“Now look here Goldilocks, I’m getting fed up with all this time wasting. You’re not doing yourself any favours. I’m telling you things are not looking good for you. Tell us what happened and I promise I’ll put in a good word with the judge, see if I can get you a lighter sentence.”
“Yeah, like I’m going to believe that. I ain’t saying nothing ’til my brief gets here and you can’t make me.”
“Goldilocks. I’ve got witnesses who will swear they saw you at both places. On the wall at the barracks on Wednesday and in the woods late Thursday afternoon.”
“Hang on a minute! OK, I admit I was in the woods on Thursday. It was me that ate the porridge and broke that baby bear’s stupid chair but I was nowhere near the barracks on Wednesday. There’s no way you’re pinning the Dumpty murder on me.”
As usual, a great set of prompts this week from ‘Inspiration Monday’. This week, as an extra challenge, Stephanie has suggested we might try writing our story in just 50 words, so here goes. The prompt I went for was ‘Wrong Victim’.
The Wrong One
“You’ve done what?”
“Weren’t my fault boss. You said, take out the big guy watching the soldiers.”
“Idiot! I meant the Grand Old Duke of York, him on the horse, not that egg-head Dumpty. What’s the Fairy Godmother going to say when she hears about this? God help us.”
I realise that when my head seems to empty of ideas I have a tendency to seek refuge in very short stories. Yesterday it was the 140 character stories and today it is some more 5×5 (25 word) stories. I tell myself that at least I am writing each day ……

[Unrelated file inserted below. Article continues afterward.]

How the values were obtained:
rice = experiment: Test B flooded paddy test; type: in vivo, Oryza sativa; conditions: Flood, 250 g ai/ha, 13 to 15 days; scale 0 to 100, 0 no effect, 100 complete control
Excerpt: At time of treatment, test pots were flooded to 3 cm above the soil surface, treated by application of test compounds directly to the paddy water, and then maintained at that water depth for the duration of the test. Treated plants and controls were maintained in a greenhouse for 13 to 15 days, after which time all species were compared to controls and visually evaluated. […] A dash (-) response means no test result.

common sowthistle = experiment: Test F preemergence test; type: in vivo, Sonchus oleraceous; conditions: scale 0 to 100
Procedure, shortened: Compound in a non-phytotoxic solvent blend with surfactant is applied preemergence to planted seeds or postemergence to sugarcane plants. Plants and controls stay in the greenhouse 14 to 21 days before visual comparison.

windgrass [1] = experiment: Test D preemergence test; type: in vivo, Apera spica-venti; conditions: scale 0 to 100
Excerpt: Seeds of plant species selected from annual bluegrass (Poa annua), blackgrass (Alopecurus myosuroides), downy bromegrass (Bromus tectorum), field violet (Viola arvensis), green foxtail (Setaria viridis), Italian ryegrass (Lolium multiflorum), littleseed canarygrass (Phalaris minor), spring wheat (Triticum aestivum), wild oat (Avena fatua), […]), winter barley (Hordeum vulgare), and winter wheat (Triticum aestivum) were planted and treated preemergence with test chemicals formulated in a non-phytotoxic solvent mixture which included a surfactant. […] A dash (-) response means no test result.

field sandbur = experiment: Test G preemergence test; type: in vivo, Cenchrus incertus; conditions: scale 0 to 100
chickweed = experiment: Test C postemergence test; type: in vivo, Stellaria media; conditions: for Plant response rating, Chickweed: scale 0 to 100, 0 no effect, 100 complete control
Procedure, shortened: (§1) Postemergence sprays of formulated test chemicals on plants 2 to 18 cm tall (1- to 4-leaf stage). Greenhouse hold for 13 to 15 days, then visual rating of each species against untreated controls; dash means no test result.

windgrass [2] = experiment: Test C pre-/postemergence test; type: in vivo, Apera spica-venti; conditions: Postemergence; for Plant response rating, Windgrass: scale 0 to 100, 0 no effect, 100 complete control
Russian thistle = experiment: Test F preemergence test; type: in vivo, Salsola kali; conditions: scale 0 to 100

It all got too much. The job was so demanding. The kids were never quiet. This was the only solution. She hoped they would understand.
He watched her every day. She always looked so beautiful. Why did she ignore him? Did she know he existed? He smiled, she soon would.
The voices wouldn’t keep quiet. Day after day getting louder. Their instructions filled his head. He wanted to ignore them. They laughed at his foolishness.
The howling wind gathered momentum. Our flimsy tent shook violently. We huddled together for comfort. Eerie voices accompanied the wind. Something was looking for us.
“Everybody get down!” he shouted. Nobody was going to argue. I recognised the gunman’s voice. He realised I knew him. “Sorry,” he said and fired.
Jack and Jill climbed higher. The weather was getting worse. Their bodies were found yesterday. Jack still holding his pail. Jill was by his side.
Mrs. Dumpty was in tears. Her dear Humpty in pieces. The police thought he’d jumped. But she knew the truth. The King was behind this.
“Please, she cried, “Not now.” “I’ve got to,” he said. The doctor took the baby. Her anguish tore her apart. Her baby, gone for ever.